As per the petition before the Constitutional Court when the extension works were almost completed and was near the electricity lines, the 1st Respondent had on the 31st of July 2017, issued a Stop Notice against the Appellant and subsequently on 11th April 2019 directed the Appellant to demolish parts of his construction works and complete it in such a manner so as not to intrude upon the electricity lines. According to the Appellant, it had been the position of the 1st Respondent that the Stop Notice will be removed only thereafter. It had been the Appellant’s position that according to a structural report obtained by him JV 16, if he were to demolish the parts as recommended it would lead to the weakening of the structural integrity of his entire house. Strangely JV 16 is dated 19th February 2019, before the so called directive from the 1st Respondent. The Appellant had averred in his petition that the above actions had violated his right to dignity under article 16 of the Constitution and his right to peacefully enjoy his property under article 26 of the Constitution.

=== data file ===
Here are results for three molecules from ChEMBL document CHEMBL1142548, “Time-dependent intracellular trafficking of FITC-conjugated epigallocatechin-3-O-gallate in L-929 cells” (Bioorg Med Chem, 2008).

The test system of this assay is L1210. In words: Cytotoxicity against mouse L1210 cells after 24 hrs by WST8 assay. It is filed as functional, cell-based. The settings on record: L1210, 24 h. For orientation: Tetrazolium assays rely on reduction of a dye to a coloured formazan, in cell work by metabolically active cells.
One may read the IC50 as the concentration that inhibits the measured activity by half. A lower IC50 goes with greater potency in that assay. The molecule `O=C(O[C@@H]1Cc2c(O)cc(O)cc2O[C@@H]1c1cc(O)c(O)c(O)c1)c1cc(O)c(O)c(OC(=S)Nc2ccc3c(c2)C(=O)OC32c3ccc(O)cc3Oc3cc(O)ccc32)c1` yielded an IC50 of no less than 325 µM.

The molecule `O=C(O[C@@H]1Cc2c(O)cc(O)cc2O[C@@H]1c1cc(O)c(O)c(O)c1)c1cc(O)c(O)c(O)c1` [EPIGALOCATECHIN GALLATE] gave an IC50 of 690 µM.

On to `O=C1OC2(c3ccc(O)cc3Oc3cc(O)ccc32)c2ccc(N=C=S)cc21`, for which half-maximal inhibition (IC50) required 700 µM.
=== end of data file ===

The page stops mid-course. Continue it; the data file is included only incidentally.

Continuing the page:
The Appellant had also averred that the 2nd Respondent had stated in its letter dated 18th March 2016, produced by the Appellant as JV9, that the 2nd Respondent is unable to carry out the works, because the adjacent landowner was refusing to allow the 2nd Respondent to erect a pole on his land and had requested the Appellant to obtain consent from that landowner. It is stated at JV 9 that “Our construction team went on site and were unable to complete the work due to objections from the landowner of parcel V1221 regarding the installation of electricity pole.”, and had requested the Appellant to seek permission for erecting the pole and routing the electricity lines across the properties of the adjacent landowners; and that if permission is not granted the 2nd Respondent will be unable to divert the line, and the application will be rendered void and the money paid by the Appellant will be refunded.